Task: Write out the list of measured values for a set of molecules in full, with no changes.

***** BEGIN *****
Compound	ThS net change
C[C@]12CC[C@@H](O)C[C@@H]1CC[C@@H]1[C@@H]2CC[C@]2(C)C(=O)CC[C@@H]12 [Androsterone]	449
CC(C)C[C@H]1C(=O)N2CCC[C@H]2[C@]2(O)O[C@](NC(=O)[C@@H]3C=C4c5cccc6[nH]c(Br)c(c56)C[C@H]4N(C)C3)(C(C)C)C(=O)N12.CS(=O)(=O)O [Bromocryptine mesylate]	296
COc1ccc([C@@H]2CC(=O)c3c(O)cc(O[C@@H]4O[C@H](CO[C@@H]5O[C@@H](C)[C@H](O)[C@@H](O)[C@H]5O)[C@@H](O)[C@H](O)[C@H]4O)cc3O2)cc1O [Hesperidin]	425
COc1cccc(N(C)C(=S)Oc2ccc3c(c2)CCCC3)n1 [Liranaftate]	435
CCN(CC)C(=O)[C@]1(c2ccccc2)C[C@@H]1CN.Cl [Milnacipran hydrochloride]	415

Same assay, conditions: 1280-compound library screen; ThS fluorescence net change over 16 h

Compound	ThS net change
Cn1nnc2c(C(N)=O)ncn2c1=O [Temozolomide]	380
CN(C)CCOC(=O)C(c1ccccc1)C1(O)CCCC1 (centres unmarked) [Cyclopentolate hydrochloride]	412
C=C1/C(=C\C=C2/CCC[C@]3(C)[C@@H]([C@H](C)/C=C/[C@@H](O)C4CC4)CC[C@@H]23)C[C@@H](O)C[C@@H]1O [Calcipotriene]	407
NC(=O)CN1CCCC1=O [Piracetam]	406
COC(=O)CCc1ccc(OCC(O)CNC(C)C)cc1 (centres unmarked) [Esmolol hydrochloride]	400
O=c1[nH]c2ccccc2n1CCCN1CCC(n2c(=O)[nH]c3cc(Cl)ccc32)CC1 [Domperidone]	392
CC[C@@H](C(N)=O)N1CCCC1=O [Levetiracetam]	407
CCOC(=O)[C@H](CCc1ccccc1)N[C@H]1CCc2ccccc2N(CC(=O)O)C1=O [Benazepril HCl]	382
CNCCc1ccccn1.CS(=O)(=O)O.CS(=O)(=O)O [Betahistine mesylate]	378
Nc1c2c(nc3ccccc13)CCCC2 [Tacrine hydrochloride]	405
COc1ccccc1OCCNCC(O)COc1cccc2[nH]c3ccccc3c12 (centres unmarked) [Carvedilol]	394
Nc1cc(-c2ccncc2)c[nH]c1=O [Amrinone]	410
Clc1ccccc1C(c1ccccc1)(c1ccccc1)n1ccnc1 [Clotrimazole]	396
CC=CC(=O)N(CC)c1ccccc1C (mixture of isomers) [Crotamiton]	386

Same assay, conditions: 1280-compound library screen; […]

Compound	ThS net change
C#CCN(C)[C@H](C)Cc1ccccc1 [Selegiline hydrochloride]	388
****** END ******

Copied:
Compound	ThS net change
C[C@]12CC[C@@H](O)C[C@@H]1CC[C@@H]1[C@@H]2CC[C@]2(C)C(=O)CC[C@@H]12 [Androsterone]	449
CC(C)C[C@H]1C(=O)N2CCC[C@H]2[C@]2(O)O[C@](NC(=O)[C@@H]3C=C4c5cccc6[nH]c(Br)c(c56)C[C@H]4N(C)C3)(C(C)C)C(=O)N12.CS(=O)(=O)O [Bromocryptine mesylate]	296
COc1ccc([C@@H]2CC(=O)c3c(O)cc(O[C@@H]4O[C@H](CO[C@@H]5O[C@@H](C)[C@H](O)[C@@H](O)[C@H]5O)[C@@H](O)[C@H](O)[C@H]4O)cc3O2)cc1O [Hesperidin]	425
COc1cccc(N(C)C(=S)Oc2ccc3c(c2)CCCC3)n1 [Liranaftate]	435
CCN(CC)C(=O)[C@]1(c2ccccc2)C[C@@H]1CN.Cl [Milnacipran hydrochloride]	415

Same assay, conditions: 1280-compound library screen; ThS fluorescence net change over 16 h

Compound	ThS net change
Cn1nnc2c(C(N)=O)ncn2c1=O [Temozolomide]	380
CN(C)CCOC(=O)C(c1ccccc1)C1(O)CCCC1 (centres unmarked) [Cyclopentolate hydrochloride]	412
C=C1/C(=C\C=C2/CCC[C@]3(C)[C@@H]([C@H](C)/C=C/[C@@H](O)C4CC4)CC[C@@H]23)C[C@@H](O)C[C@@H]1O [Calcipotriene]	407
NC(=O)CN1CCCC1=O [Piracetam]	406
COC(=O)CCc1ccc(OCC(O)CNC(C)C)cc1 (centres unmarked) [Esmolol hydrochloride]	400
O=c1[nH]c2ccccc2n1CCCN1CCC(n2c(=O)[nH]c3cc(Cl)ccc32)CC1 [Domperidone]	392
CC[C@@H](C(N)=O)N1CCCC1=O [Levetiracetam]	407
CCOC(=O)[C@H](CCc1ccccc1)N[C@H]1CCc2ccccc2N(CC(=O)O)C1=O [Benazepril HCl]	382
CNCCc1ccccn1.CS(=O)(=O)O.CS(=O)(=O)O [Betahistine mesylate]	378
Nc1c2c(nc3ccccc13)CCCC2 [Tacrine hydrochloride]	405
COc1ccccc1OCCNCC(O)COc1cccc2[nH]c3ccccc3c12 (centres unmarked) [Carvedilol]	394
Nc1cc(-c2ccncc2)c[nH]c1=O [Amrinone]	410
Clc1ccccc1C(c1ccccc1)(c1ccccc1)n1ccnc1 [Clotrimazole]	396
CC=CC(=O)N(CC)c1ccccc1C (mixture of isomers) [Crotamiton]	386

Same assay, conditions: 1280-compound library screen; […]

Compound	ThS net change
C#CCN(C)[C@H](C)Cc1ccccc1 [Selegiline hydrochloride]	388